W3C home > Mailing lists > Public > www-style@w3.org > October 2012

Re: [cssom] Make CSSStyleSheet constructable

From: Boris Zbarsky <bzbarsky@MIT.EDU>
Date: Mon, 22 Oct 2012 17:39:21 -0400
Message-ID: <5085BD09.7040000@mit.edu>
To: "Tab Atkins Jr." <jackalmage@gmail.com>
CC: Dimitri Glazkov <dglazkov@google.com>, "www-style@w3.org" <www-style@w3.org>, Tony Ross <tross@microsoft.com>
On 10/22/12 5:32 PM, Tab Atkins Jr. wrote:
> On Mon, Oct 22, 2012 at 2:13 PM, Boris Zbarsky <bzbarsky@mit.edu> wrote:
>> I'm not worried about reading the CSSOM here. I'm more concerned about
>> script in one origin changing the sheet and affecting styles applied in
>> another origin.
> Why is this a problem?  (I don't have any idea.)

It seems pretty fishy to me.  I would be very loath to ship an 
implementation with that behavior and then have all the smart folks who 
poke at this stuff turn it into an unending stream of XSS exploits.

> If it is a problem, I can imagine ways to fix it that sound like they
> might be easy - for example, say that objects become readonly when
> outside their constructing origin.

That doesn't sound easy to me, because it's assuming all sorts of 
concepts that don't necessarily exist at the moment, either in specs or 
in implementations (like "outside of an origin" and "readonly stylesheet").

Mind you, I think with enough pain on both the spec and implementation 
side (think perf hit on every inline style set) we might be able to get 
there, but is that cost worth it?

> Because otherwise you can't unambiguously parse things.  I had Syntax
> just dropping comments before, but dbaron complained.
> Specifically, this is allowed and parsed validly: "box-shadow:
> 2px/**/2px;".  You can't just drop the comment, because then it'll
> serialize as "box-shadow: 2px2px;", which obviously doesn't roundtrip.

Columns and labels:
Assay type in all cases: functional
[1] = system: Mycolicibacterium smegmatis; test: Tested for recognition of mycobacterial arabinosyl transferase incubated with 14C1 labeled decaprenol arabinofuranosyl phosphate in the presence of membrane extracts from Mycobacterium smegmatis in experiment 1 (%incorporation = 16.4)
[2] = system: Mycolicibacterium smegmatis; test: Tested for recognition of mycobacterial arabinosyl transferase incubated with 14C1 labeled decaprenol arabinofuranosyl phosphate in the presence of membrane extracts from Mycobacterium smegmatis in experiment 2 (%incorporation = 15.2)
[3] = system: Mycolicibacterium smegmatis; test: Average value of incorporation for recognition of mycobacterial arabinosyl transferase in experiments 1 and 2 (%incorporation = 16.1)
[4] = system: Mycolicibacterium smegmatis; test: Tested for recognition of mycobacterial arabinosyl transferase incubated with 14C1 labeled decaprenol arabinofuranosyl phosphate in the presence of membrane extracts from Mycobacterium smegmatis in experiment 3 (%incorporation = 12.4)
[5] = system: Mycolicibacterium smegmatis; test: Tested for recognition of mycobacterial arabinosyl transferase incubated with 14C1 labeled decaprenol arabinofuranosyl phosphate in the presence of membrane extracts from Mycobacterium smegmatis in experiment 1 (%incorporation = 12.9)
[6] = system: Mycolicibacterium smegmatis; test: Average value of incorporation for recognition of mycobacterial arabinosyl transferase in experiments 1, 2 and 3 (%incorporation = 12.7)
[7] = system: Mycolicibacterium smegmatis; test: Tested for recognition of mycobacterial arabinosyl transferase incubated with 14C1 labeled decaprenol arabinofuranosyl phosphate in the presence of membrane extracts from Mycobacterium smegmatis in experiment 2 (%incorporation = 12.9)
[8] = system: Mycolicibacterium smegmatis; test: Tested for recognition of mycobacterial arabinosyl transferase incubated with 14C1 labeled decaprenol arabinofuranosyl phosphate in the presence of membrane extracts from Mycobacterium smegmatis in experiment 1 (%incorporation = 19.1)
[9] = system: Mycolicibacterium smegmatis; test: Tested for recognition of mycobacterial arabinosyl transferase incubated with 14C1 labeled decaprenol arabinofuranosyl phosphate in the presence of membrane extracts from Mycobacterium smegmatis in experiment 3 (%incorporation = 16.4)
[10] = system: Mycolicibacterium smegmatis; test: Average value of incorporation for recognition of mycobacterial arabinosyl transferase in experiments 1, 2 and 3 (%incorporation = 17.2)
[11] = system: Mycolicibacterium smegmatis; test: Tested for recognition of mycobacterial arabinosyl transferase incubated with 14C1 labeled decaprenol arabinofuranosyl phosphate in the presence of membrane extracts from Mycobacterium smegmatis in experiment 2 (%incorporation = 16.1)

Gecko would reserialize that as:

   box-shadow: 2x 2px;

> You can't just do a general replacement of comments with whitespace,
> either, because of something like this: ".foo/**/.bar { ... }" - the
> meaning of the selector is obviously greatly changed if you replace
> the comment with whitespace.

Sure.  You can't drop them on the _tokenizer_ level.  But the _parser_ 
can and does drop comments from the token stream, and serialization is 
quite happy without them (unless you're an editor, of course).

> You can potentially do context-sensitive parsing, but dbaron objected
> to that as well, as selectors may appear in property values in the
> future, and he doesn't want to have to worry about that in the parser.
> So, the only way to both maintain the current allowance around comment
> insertion and avoid context-sensitive parsing is to preserve the
> presence of comments in the token stream and serialization.

It's not clear to me why these are tied to each other.  Preserving in 
the token stream, I agree.  Preserving in stored data structures and 
serialization, on the other hand, seems to only be necessary in cases 
(like variables) where all you know about your token stream is that it's 
a token stream.  As soon as you know anything else you can drop the 

Anyway, that's wondering further afield, and I agree that in the 
variables case the parsed version of the variable would contain the 
comment tokens and hence we may need some sanitizing of them in some cases.

Received on Monday, 22 October 2012 21:39:51 UTC

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